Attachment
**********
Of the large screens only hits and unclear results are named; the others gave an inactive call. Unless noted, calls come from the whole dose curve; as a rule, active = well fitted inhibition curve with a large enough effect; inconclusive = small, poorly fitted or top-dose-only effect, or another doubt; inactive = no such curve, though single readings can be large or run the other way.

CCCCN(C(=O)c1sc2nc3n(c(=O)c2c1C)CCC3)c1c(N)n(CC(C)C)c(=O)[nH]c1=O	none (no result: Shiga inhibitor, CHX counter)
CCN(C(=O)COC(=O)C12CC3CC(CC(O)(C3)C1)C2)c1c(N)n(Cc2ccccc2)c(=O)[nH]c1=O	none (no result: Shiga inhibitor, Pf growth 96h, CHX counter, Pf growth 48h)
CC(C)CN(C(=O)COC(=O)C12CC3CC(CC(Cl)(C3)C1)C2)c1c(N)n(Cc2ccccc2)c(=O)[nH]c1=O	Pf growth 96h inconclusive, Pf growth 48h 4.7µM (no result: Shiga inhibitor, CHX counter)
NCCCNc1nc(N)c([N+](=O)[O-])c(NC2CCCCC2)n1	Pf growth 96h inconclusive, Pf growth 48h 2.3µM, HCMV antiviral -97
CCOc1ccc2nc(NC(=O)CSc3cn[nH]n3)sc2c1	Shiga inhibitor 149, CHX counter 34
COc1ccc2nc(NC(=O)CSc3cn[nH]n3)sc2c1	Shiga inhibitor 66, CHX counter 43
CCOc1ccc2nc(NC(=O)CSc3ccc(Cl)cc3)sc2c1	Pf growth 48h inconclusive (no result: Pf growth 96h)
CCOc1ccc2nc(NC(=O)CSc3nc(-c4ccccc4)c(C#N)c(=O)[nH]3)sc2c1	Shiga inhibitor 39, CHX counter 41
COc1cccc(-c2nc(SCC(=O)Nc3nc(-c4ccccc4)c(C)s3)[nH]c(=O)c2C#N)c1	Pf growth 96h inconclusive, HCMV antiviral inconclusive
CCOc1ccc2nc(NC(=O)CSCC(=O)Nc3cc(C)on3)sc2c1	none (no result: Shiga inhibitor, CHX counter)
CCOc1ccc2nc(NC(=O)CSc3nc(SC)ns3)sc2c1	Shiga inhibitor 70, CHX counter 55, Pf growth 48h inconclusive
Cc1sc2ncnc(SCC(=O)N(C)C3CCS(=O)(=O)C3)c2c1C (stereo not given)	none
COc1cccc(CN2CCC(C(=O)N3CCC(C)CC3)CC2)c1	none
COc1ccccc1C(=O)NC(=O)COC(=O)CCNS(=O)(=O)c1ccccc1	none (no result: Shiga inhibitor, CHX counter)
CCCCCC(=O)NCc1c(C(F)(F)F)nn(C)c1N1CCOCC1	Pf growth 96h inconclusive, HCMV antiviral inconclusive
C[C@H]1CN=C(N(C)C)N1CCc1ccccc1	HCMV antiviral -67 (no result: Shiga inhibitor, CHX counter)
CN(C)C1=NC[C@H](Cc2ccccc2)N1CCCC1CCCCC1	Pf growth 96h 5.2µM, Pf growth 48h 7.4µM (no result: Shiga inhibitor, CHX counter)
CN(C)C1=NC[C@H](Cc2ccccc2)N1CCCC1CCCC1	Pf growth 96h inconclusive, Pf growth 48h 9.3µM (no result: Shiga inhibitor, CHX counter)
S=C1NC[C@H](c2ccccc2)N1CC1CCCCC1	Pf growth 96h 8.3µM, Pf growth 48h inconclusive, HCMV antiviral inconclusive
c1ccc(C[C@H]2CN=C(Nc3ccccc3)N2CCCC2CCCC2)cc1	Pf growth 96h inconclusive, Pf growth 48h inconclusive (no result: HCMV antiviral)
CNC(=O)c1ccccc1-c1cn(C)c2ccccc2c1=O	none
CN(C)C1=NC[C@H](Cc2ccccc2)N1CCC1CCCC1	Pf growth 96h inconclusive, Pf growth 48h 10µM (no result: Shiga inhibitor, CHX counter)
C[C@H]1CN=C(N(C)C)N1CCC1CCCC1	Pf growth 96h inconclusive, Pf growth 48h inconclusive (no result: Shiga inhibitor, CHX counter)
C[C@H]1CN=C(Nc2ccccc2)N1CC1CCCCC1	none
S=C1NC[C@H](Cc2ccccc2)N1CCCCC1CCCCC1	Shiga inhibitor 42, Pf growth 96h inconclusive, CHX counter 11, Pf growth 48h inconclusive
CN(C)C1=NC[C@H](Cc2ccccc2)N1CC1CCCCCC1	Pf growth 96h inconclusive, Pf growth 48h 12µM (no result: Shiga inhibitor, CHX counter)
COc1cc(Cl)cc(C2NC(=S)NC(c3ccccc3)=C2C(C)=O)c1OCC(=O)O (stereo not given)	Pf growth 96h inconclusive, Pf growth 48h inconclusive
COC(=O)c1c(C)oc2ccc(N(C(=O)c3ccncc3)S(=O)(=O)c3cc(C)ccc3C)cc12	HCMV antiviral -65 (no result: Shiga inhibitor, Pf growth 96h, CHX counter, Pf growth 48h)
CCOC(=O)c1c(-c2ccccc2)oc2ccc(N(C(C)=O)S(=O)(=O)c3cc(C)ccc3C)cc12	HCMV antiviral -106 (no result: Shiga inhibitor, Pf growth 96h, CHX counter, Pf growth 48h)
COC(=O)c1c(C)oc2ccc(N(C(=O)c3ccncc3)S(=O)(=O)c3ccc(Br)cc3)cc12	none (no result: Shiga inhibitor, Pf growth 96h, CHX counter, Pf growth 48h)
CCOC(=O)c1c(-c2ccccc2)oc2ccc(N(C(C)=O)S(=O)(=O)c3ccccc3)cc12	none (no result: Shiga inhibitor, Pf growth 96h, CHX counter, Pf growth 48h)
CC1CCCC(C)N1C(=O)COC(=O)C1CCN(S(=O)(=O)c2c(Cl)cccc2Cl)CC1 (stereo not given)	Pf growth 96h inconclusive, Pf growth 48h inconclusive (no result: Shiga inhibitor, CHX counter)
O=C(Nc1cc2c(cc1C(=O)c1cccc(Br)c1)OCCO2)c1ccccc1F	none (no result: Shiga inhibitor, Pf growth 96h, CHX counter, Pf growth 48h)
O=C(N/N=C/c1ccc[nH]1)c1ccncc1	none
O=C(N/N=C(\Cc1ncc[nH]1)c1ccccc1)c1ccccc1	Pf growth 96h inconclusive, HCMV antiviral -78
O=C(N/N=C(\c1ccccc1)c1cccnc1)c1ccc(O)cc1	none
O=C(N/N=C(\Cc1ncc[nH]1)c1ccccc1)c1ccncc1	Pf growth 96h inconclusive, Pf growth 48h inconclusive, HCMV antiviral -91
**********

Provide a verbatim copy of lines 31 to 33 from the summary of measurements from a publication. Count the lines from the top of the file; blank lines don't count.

COC(=O)c1c(C)oc2ccc(N(C(=O)c3ccncc3)S(=O)(=O)c3ccc(Br)cc3)cc12	none (no result: Shiga inhibitor, Pf growth 96h, CHX counter, Pf growth 48h)
CCOC(=O)c1c(-c2ccccc2)oc2ccc(N(C(C)=O)S(=O)(=O)c3ccccc3)cc12	none (no result: Shiga inhibitor, Pf growth 96h, CHX counter, Pf growth 48h)
CC1CCCC(C)N1C(=O)COC(=O)C1CCN(S(=O)(=O)c2c(Cl)cccc2Cl)CC1 (stereo not given)	Pf growth 96h inconclusive, Pf growth 48h inconclusive (no result: Shiga inhibitor, CHX counter)